Historical Settings And Novel Writing, by Emma Darwin
One March morning a few years ago, while I was writing A Secret Alchemy, I got up earlier than I consider altogether decent for a Saturday, in order to drive to Hampton Court to do some research. It was cold and grey, with dull light and a nasty east wind, and there was scarcely anyone about except for security people with their coats buttoned up to their chins and an air of bracing themselves for the day as much as the weather.
I found my way through arches and past gates as instructed, collected my pass and trudged past the backs of low buildings – storehouses, offices, goods yards – and through the gardens. Seemingly miles away, the roof of the Tudor hall, and the chimneys and pinnacles of the great gateways, were elaborate and remote: an untidy accumulation of Wolsey’s blood-coloured grandeur. I could smell the woodsmoke where they were lighting the fires in Henry VIII’s kitchens. It began to rain.
Through a door in a wall, and round a corner and a couple of centuries, the long William & Mary front stretched away. The cream-coloured pillars, windows and even the clipped bay trees are as regular as a regiment, eyes fixed on the prospect across the formal garden. It must often have been cold and grey for them too on ordinary days: not rich or sunlit or exciting, just working days. I turned under a portico beyond which, in a courtyard, fountain-water was being thrown about by the wind, so that the noise echoed around among the pillars while I looked for the right door.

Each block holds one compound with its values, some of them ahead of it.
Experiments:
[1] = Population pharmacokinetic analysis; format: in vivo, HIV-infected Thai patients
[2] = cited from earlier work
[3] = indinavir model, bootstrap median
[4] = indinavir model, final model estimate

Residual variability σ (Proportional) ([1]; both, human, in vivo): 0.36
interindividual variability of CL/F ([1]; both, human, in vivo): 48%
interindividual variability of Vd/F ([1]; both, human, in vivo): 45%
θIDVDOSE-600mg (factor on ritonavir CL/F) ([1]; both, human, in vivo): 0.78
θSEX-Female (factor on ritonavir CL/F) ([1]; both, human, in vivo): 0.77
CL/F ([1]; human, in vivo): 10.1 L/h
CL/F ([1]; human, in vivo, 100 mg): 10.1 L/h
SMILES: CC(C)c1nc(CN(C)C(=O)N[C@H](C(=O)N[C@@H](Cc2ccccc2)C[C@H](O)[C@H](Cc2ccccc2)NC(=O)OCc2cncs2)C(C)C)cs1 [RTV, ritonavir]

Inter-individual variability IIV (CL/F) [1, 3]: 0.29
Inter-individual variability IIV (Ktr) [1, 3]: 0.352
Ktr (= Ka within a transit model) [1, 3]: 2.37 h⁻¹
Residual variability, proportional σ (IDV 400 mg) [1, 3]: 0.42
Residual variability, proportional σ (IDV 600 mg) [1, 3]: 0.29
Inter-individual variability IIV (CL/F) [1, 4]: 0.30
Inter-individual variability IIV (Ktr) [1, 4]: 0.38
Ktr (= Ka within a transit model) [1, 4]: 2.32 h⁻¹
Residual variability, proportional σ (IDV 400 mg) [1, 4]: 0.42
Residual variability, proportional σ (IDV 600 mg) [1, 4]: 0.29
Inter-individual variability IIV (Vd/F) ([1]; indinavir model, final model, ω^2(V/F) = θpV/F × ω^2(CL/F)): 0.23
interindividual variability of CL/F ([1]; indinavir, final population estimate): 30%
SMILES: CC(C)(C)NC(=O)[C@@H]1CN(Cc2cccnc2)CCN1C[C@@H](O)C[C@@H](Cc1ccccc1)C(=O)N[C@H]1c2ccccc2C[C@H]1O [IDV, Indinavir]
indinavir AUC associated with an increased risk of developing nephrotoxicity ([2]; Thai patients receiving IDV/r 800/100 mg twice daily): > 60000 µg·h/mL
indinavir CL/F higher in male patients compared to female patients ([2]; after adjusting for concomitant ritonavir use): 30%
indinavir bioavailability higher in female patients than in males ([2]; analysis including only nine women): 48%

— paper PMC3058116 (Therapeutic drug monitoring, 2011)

Hampton Court has two faces, their backs joined but their gaze in opposite directions. I love the place, but on that day this doubleness of aspect and character was confusing. The glamour and violence of Elysabeth and Antony’s world in A Secret Alchemy is not distant in time or nature from Henry’s, and that’s where I should have been: that’s the setting I had lived in for so long. The clean, clear rhythm of Wren’s palace spoke to me of the setting I wanted to enter: the ordering of science, the balance and elegance of form, and the confidence of reason.
It’s not as simple as that, of course. The late fifteenth century saw the beginnings of humanism, scientific enquiry, classical scholarship and modern economics. The late seventeenth century was a land of witch-hunts, starvation, heresy and violence. Each setting for me has its own particular texture of smell,colour and sound.
Treading along the thick, shifting gravel of the paths I felt unsteady, as you do on a long journey, suspended between two places which hold two separate meanings. I can’t work if I have to gaze in two opposite directions. William and Mary will have to wait.
Emma Darwin’s author website: www.emmadarwin.com
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